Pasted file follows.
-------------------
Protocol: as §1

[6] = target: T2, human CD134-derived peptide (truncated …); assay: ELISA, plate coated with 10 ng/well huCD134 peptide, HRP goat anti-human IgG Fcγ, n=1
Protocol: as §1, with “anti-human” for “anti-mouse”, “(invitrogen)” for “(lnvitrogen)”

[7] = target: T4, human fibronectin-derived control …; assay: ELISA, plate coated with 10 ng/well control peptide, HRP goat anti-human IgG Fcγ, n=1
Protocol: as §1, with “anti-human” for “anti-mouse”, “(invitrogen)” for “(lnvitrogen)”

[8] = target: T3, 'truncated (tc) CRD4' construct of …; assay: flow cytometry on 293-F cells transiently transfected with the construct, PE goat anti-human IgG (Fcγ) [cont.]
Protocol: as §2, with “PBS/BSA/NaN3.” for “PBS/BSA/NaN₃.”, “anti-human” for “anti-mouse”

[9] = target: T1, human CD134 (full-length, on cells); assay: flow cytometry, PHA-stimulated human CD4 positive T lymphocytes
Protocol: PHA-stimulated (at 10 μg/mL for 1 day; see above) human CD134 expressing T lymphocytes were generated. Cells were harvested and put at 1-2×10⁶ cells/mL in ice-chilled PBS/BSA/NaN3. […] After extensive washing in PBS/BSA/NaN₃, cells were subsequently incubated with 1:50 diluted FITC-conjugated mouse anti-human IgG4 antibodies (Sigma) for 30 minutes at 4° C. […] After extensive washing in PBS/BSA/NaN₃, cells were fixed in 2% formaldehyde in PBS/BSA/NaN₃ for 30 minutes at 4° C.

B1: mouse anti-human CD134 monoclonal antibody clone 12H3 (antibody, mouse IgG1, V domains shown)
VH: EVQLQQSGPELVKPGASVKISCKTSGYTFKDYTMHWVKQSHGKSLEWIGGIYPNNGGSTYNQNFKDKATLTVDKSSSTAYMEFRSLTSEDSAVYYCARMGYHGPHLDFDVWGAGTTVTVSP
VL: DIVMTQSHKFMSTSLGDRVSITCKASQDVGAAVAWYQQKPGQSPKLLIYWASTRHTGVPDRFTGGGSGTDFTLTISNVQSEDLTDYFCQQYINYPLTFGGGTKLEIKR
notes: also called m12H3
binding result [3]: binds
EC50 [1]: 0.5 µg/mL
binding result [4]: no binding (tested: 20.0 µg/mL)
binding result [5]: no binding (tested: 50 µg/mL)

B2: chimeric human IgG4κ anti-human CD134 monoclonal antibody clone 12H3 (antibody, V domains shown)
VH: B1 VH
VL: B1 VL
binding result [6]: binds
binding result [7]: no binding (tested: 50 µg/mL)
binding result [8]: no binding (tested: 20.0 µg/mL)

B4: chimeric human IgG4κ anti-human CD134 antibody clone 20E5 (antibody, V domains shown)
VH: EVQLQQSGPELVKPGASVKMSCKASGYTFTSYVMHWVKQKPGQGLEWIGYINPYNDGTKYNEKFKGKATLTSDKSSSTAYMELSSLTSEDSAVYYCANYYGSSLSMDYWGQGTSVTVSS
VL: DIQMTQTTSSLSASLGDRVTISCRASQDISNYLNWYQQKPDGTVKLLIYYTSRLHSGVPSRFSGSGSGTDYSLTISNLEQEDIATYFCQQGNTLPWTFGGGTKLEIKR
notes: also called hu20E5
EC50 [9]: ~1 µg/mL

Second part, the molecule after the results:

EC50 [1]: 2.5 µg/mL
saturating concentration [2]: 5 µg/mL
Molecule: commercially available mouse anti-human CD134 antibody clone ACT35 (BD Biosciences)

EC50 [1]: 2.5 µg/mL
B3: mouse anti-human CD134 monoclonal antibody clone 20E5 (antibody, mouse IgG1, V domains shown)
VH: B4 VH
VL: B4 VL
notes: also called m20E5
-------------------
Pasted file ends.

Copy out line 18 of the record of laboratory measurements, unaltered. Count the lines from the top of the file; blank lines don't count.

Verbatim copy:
B2: chimeric human IgG4κ anti-human CD134 monoclonal antibody clone 12H3 (antibody, V domains shown)